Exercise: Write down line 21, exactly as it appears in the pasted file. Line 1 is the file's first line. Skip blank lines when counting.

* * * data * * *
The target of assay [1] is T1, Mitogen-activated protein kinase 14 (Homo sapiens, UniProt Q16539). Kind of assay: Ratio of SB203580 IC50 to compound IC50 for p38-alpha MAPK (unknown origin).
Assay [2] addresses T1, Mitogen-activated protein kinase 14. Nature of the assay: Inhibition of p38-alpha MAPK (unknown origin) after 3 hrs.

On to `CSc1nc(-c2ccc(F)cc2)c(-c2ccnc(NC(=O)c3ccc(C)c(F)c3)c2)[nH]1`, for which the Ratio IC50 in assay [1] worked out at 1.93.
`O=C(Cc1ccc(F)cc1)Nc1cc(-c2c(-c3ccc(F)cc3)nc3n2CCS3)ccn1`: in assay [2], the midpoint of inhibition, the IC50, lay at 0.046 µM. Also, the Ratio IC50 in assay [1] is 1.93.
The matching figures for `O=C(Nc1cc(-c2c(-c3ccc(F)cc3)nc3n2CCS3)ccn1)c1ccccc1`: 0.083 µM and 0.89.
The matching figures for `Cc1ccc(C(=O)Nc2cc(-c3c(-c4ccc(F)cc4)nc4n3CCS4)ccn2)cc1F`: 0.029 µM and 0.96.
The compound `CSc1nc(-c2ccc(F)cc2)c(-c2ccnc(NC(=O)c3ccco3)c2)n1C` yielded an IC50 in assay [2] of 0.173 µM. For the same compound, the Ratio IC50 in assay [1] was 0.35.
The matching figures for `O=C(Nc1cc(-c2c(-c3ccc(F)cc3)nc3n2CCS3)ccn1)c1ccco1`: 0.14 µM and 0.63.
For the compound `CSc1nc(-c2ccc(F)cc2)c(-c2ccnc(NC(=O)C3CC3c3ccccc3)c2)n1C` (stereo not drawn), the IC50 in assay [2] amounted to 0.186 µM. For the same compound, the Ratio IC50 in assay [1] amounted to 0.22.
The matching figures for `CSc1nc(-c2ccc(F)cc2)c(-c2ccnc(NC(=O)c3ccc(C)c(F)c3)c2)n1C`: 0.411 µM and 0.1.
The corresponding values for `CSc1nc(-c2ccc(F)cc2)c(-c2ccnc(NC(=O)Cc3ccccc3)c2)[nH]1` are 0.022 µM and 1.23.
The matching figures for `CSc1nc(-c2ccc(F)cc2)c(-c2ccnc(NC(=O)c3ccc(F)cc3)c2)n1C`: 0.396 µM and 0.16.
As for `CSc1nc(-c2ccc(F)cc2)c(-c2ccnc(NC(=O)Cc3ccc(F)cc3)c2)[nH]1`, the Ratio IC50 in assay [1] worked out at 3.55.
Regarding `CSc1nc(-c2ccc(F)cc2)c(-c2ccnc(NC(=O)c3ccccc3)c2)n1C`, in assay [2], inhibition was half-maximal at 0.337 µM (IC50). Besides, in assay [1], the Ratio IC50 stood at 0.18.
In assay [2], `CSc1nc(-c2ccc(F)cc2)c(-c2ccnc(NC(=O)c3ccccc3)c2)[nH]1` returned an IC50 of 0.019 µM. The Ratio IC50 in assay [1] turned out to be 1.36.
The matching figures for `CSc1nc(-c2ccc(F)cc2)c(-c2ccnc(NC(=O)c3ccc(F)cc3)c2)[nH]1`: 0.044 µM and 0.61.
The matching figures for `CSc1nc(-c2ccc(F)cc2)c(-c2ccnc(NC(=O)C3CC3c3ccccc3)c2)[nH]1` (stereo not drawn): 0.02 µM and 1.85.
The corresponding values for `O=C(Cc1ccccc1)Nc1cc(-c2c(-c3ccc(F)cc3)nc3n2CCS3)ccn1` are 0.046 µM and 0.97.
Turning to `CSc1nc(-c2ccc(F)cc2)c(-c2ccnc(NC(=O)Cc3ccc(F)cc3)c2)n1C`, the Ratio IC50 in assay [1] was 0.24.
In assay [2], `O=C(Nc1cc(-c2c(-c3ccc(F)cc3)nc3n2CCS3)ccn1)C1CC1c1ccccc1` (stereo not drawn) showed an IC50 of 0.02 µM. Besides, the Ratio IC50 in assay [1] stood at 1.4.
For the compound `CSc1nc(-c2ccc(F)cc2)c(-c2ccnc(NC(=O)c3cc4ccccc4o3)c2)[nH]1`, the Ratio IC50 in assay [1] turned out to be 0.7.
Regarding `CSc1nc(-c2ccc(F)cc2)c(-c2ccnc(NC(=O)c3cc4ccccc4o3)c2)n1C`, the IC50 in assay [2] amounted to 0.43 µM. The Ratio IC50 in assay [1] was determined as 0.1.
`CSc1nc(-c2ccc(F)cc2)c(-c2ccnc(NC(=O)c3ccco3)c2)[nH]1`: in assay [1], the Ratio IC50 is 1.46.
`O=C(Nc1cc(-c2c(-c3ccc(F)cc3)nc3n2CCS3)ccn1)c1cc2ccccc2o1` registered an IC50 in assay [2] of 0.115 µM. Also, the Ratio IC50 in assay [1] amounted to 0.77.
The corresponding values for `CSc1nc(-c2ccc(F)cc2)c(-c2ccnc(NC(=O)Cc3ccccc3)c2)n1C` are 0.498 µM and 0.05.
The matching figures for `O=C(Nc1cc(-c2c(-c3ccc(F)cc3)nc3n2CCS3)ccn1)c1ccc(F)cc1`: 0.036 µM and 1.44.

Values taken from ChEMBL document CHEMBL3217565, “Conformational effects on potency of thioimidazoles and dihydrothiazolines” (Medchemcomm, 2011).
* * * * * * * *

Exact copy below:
For the compound `CSc1nc(-c2ccc(F)cc2)c(-c2ccnc(NC(=O)c3cc4ccccc4o3)c2)[nH]1`, the Ratio IC50 in assay [1] turned out to be 0.7.